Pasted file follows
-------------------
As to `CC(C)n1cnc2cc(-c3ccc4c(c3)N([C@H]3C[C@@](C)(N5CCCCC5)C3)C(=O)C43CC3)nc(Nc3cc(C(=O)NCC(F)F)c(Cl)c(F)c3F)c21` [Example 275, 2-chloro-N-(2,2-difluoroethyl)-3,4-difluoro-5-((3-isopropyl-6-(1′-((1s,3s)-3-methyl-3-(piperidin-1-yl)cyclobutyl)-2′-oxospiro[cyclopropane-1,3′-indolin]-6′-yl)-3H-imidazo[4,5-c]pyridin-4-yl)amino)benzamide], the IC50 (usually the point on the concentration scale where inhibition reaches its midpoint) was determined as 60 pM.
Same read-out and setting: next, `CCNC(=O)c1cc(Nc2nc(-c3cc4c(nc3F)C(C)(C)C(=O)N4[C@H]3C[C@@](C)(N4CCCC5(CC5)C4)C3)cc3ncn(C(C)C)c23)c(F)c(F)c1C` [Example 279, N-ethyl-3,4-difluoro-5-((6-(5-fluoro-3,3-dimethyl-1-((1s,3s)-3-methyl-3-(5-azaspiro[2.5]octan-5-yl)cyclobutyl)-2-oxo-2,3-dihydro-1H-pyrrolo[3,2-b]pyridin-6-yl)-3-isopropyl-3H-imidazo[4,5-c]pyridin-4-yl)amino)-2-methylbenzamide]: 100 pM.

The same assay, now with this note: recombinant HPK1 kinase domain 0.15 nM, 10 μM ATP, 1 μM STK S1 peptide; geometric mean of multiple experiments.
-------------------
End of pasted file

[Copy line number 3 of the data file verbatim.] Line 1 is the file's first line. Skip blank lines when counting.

The same assay, now with this note: recombinant HPK1 kinase domain 0.15 nM, 10 μM ATP, 1 μM STK S1 peptide; geometric mean of multiple experiments.